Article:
81% think universities should be graded on social mobility

The Social Mobility Pledge asked whether social mobility should affect a university’s ranking

Universities should be graded on social mobility, a new poll suggests.

Four out of five (81%) respondents to the survey, conducted on behalf of the Social Mobility Pledge (SMP), said they would like the metric to affect HEIs’ overall rankings.

Former education secretary Justine Greening used a speech at Nottingham Trent University to reveal findings from the poll which asked whether a university’s performance on social mobility should be used to judge success.

Over three-quarters of respondents agreed universities ought to include the measurement, although fewer than 30 per cent thought it ‘definitely’ should.


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The poll of 2,000 people was carried out by independent research company Censuswide using a nationally representative sample of people aged 18 and over.

The SMP initiative was founded in March 2018 by Greening to encourage UK employers to play a bigger role in improving social mobility.

Commenting ahead of her visit, Greening said: “Universities’ role in society and the impact they can have on social mobility extends way beyond purely academic and employment measurements. What our research overwhelmingly shows is that people, especially students themselves, want to know how effective universities are at changing life trajectories and opportunities, not simply hitting quotas for the sake of it.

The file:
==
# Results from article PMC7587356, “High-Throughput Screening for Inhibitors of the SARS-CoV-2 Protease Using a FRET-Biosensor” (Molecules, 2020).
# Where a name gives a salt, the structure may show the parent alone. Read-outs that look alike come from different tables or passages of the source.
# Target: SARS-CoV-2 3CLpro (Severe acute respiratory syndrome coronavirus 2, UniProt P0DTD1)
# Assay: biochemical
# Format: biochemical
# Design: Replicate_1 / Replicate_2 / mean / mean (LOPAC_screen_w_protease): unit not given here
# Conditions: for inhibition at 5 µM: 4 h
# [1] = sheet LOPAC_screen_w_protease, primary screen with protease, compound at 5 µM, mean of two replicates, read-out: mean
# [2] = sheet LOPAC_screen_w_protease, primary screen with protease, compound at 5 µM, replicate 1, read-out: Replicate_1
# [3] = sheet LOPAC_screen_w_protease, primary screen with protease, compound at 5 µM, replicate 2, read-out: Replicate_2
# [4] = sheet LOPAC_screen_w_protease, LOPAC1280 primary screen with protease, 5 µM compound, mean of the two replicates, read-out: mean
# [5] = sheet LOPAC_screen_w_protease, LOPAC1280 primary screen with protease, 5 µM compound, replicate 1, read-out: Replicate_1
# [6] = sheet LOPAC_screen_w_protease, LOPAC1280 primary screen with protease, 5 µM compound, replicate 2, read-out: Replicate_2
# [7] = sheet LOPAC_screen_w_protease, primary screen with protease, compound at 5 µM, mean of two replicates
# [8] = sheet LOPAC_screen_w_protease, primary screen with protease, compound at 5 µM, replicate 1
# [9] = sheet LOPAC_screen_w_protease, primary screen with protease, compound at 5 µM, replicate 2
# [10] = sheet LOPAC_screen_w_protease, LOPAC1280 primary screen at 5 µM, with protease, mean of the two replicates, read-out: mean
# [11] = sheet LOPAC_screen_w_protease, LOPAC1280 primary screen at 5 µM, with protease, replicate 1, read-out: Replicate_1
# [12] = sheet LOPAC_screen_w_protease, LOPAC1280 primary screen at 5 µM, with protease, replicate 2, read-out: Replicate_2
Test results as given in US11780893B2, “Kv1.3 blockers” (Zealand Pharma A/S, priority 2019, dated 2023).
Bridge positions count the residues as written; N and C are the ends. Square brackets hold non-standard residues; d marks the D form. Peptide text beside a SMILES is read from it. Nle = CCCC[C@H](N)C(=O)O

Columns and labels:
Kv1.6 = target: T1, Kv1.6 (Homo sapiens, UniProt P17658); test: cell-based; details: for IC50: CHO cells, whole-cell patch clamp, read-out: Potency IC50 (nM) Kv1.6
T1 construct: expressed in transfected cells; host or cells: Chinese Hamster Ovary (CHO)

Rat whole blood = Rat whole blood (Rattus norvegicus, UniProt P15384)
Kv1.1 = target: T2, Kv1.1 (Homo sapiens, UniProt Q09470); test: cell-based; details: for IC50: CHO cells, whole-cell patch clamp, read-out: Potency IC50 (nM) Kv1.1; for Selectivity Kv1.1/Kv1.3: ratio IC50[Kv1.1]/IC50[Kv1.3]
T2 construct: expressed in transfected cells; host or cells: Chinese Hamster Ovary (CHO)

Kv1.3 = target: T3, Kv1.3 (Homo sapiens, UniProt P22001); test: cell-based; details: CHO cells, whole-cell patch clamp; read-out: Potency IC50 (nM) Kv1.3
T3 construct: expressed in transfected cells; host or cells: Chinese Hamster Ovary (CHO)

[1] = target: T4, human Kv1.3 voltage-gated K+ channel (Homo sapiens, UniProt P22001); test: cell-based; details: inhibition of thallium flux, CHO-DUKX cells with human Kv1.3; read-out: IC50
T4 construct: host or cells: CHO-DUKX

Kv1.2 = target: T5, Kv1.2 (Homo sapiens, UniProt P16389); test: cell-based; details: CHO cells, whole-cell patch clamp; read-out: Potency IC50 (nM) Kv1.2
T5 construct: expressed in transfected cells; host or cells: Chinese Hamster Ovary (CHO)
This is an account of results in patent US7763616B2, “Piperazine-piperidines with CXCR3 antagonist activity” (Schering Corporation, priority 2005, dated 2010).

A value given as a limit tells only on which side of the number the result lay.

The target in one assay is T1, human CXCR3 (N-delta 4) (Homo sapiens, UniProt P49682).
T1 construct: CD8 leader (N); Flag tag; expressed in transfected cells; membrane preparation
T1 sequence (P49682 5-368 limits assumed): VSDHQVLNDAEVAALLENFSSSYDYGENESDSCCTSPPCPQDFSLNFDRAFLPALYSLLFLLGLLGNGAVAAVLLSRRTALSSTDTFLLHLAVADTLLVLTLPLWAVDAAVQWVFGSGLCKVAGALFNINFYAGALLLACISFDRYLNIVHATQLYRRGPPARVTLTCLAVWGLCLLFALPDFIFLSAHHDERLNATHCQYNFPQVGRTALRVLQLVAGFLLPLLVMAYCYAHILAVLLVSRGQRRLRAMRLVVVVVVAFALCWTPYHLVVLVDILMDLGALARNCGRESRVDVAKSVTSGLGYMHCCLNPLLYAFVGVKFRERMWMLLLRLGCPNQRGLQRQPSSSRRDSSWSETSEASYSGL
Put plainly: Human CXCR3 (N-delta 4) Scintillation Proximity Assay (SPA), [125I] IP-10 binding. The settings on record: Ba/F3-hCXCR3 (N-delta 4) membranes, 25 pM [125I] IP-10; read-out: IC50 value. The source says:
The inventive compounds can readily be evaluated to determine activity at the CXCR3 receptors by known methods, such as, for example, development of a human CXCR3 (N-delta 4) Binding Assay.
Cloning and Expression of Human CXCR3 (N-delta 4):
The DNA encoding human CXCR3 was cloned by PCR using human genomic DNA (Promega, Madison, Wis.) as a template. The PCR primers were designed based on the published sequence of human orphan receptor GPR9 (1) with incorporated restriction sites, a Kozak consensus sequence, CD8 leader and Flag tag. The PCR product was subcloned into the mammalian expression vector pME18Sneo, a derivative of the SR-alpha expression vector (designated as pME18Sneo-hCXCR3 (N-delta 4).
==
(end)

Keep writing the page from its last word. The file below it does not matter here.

“Nottingham Trent is a great example of a university that understands the importance of this. They are using technology to track signals often missed by the human eye and to then generate an intervention in good time. The overall effect is improved engagement, which is a key factor in higher levels of social mobility.”

The universities of Bristol, Chester, Edinburgh, Manchester, Sunderland, Warwick, Sussex, Kings College London, Aston, Nottingham Trent, London South Bank and York St John have all signed up to the SMP.


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